Meteorological Notes

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    RECENT STORMS.—We have already referred to the great cyclone of October 31, which will long be remembered as one of the most appalling catastrophes that has occurred in trie history of the human race. The storm-wave advanced over Chittagong from south to north, but most of the damage was done along the shores of the Meghna by a storm-wave which swept seawards from north to south. The details of this and the other features of this great cyclone will be looked forward to with intense interest.—We have also given some account of the storm of wind of almost unexampled violence which broke over Sydney at 9.50 P.M. of Sunday, September 10, and continued with unabated fury during the whole of Monday. Since as there are good reasons for the belief that the maximum velocity or force of the wind in great storms is frequently understated, it is desirable that the fullest details of the observations from which the velocity of the wind at the rate of 153 miles an hour has been deduced be published in the monthly publication of the Observatory.—A hurricane of great severity and followed by most disastrous results swept over Central America on October 3 and 4. The town of Managua, on the south side of the lake of the same name, and west of Lake Nicaragua, was inundated on the 4th, and 400 houses were blown down by the hurricane. As the flood rose the inhabitants had to betake themselves to the tops of the houses, and many were drowned by the houses falling. The hurricane then passed eastward over Lake Nicaragua and descended over Blewfield, situated on the Mosquito Gulf, and overturned uwards of 300 houses in that town. It was in all probability the same cyclone which was encountered at the same date by the Panama Transit and Pacific Mail Steamer Costa Rica about 300 miles to the south-east, near Parita, on the Gulf of Panama, where it was accompanied with a frightful searunning wind shifting all round the compass and blowing with such a force that the Costa Rica had its hurricane deck blown away and the head of the mainmast, maintopmast, and gaff carried off. Later, or from October 17 to 21, Capt. Bremner, of the steamship Chilian, reports the severest hurricane he ever experienced at Cayman's Island, to the west of Jamaica, where 170 houses were destroyed and much damage done to fruit trees and other crops.—The list of heavy storms and hurricanes might be increased by including the severe storms reported as having recently occurred in Behring's Strait, wrecking a dozen of whalers, the great gale near Chefoo, in which H.M.S. Lapwing was lost, the terrible storms in Madeira and Portugal, commencing on November 11, and the storms of the British Islands a fortnight since, as well as during the present week, with their attendant floods, which in certain districts attained to a height and a destructiveness unknown for many years. The last two months have thus been noteworthy for the violence of the storms of wind which have been let loose, as it were, over all quarters of the globe, thus offering in their salient weather characteristics a marked contrast to the characteristics of the weather little more than a year ago, when we were called to record disastrous inundations occurring in almost all parts of the globe. During the past two months the weather has not only been characterised by the extreme violence of the wind but also by equally unprecedented and violent alternations of abnormally warm and cold, and dry and wet tracks of weather —the connection between which is no doubt a more deeply rooted one than that of mere coincidence.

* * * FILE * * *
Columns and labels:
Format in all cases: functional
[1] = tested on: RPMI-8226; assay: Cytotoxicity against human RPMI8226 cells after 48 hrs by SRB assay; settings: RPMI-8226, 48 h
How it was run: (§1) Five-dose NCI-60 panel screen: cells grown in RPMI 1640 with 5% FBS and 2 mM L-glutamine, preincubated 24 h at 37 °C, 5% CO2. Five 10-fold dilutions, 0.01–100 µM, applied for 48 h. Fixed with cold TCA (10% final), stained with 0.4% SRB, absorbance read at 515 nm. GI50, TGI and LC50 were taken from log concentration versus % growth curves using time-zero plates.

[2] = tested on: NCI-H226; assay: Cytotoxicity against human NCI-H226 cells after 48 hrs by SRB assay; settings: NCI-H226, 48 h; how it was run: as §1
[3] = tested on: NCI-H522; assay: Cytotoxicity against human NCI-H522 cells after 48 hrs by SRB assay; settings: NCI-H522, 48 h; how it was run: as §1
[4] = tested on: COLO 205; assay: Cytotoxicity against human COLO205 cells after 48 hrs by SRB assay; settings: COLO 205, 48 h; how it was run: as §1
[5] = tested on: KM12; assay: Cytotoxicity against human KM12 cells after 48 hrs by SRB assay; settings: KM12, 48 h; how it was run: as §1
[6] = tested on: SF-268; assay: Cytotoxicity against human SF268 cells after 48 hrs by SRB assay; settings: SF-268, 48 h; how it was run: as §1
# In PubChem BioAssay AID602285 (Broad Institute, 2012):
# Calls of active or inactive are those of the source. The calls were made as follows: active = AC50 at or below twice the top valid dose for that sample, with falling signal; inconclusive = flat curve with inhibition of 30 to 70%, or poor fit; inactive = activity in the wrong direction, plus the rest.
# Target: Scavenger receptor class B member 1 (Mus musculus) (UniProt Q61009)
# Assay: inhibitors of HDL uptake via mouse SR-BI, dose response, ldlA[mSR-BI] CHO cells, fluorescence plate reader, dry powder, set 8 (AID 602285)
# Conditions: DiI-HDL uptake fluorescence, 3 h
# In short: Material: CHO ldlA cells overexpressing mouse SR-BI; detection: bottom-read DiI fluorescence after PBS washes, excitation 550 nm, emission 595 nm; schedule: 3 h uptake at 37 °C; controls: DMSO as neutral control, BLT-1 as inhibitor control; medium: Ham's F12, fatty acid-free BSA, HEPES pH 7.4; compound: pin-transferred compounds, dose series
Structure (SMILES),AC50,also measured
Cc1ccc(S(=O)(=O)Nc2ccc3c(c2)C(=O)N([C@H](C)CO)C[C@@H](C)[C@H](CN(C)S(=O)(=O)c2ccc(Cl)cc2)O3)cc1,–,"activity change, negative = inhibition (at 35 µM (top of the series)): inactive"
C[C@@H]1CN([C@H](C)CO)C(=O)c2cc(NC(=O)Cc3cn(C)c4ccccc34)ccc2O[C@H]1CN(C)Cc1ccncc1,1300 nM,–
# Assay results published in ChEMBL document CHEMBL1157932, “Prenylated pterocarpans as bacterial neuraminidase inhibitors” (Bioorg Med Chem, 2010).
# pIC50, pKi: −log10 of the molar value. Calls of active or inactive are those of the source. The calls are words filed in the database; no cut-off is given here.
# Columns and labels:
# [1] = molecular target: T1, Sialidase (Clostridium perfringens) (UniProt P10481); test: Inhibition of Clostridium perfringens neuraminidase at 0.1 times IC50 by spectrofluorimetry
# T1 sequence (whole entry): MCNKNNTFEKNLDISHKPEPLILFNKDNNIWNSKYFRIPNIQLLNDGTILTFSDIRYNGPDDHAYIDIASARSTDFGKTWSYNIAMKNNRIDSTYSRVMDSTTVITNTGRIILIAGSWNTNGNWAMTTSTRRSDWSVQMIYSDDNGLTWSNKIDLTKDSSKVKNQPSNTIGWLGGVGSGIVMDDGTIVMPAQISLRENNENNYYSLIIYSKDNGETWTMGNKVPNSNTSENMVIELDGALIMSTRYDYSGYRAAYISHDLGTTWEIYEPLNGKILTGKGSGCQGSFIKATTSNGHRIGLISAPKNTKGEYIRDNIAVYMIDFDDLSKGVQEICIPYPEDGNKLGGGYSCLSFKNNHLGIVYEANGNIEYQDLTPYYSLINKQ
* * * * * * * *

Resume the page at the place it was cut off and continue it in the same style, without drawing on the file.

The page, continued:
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    Meteorological Notes . Nature 15, 126–127 (1876) doi:10.1038/015126a0

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